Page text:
Then, return to the Chasing Player state and add a Trigger Event action. This is going to be used to detect when a collision occurs.
When we made the enemy, we created a capsule collider to enable it collide with other colliders of objects. The collider here is a trigger, and is also the bear model in the bullet.
This bear is the only trigger in the scene, and every time a trigger event occurs, a collision between the enemy and the player’s bullet will happen. Set On trigger Stay as the trigger type,and judge it as a collision when the bullet and the enemy touches each other for a certain amount of time. This will be triggered when the enemy and the bullet collides for the first time,and also when the player shoots the bullet in close range, and the bullet immediately collides with the enemy. The later will not be detected with collision entry, so the setting we want to use for this program will be Trigger stay.
So, create a trigger event in Chasing Player using On Trigger Stay. Set it so that it sends a “die” event which transitions to a state called “Dead”.
In the Reached Player state, create a Trigger Event action with the exact same settings. This is because there is the possibility that the player will shoot the enemy in this state too. Also,create a die transition to the Dead state.
Select the Dead state, find the enemyCounter, and add a Find Game Object action to store the value to a variable with the same name. Set the Send Event as subtractEnemy, and run the Send Event action in the enemyCounter variable. This is the global event we created in previous steps.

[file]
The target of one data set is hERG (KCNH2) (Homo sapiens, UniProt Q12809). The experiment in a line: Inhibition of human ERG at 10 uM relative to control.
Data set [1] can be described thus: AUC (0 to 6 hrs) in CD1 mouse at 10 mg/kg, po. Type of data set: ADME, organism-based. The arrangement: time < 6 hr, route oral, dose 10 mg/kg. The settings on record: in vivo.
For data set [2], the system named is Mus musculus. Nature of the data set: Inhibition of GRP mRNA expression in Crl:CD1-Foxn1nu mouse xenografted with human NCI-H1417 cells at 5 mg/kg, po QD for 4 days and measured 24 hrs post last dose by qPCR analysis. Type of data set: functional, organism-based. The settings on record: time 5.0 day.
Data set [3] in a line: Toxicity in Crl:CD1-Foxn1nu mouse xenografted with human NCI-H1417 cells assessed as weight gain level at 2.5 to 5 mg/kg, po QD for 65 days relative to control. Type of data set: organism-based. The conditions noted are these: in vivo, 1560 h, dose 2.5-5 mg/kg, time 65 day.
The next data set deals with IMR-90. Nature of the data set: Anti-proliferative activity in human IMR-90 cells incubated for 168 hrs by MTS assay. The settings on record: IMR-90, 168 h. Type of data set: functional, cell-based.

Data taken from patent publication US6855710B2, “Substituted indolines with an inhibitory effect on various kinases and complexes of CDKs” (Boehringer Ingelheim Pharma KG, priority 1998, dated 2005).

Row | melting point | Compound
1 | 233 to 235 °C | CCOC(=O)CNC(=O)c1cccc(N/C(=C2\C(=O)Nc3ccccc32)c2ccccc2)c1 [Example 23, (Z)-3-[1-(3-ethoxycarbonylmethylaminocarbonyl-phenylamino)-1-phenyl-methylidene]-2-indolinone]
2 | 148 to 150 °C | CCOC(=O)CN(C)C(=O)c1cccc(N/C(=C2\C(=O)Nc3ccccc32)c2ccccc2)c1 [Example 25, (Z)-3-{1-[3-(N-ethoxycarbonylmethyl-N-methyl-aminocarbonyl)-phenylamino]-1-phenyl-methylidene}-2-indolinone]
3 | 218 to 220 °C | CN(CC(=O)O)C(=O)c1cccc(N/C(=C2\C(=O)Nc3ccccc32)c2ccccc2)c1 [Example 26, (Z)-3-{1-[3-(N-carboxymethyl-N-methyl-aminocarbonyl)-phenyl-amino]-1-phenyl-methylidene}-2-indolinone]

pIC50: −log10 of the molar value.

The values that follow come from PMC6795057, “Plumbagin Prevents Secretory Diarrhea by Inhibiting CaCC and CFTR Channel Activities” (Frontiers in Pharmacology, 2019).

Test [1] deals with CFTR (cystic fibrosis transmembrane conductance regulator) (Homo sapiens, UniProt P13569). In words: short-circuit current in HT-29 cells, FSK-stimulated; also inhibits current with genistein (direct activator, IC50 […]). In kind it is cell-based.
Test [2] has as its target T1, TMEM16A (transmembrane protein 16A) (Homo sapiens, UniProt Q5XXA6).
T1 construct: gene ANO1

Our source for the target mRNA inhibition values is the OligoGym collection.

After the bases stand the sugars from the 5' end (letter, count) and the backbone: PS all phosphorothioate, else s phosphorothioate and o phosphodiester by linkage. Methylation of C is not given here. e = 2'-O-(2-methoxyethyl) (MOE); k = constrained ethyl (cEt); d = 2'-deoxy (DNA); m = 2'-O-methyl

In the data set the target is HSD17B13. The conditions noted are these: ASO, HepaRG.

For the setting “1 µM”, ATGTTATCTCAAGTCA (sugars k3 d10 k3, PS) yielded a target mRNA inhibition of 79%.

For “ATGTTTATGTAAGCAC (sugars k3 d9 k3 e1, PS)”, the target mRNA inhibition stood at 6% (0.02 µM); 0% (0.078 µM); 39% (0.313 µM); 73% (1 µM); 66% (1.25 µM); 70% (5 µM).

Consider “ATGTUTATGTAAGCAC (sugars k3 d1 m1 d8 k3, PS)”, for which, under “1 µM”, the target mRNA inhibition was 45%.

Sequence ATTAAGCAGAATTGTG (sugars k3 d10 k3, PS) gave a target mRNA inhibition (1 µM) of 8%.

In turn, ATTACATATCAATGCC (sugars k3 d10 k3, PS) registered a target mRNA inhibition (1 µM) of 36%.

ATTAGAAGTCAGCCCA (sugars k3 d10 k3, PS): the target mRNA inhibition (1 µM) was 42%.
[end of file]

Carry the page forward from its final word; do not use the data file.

By combining these 2 actions, the enemyCounter object will be checking the number of enemies constantly, and when a enemy dies, a message to subtract 1 from the enemy count will be sent.
Add a Destroy Component action, and choose Use Owner’s Capsule Collider from the UnityEngine dropdown menu. By removing the capsule collider, the bullets that the player shoots from a near distance will not effect the enemy models.
Finally, add a Wait action to the Dead state, set the wait time to 10, and upon Finish Event, send a destroySelf event. Don’t forget to check the Real Time box. Create a transition to a state named “Destroying Self”.
Create a Destroy Self action in the Destroying Self state, and uncheck Detach Children. This setting is for deleting the enemy with the child aspect attached.
Next, create a prefab of the enemy object. Drag and drop the enemy object from the Scene Hierarchy to the myPrefabs folder. Then, delete the game object from the Scene Hierarchy.
Click the enemySpawner object, and then click the Spawning Enemy state in the FSM. Find the Create Object action with the red notification mark, drag and drop the Enemy prefab to the Game Object field, remove the error notification, and your spawner FSM is complete.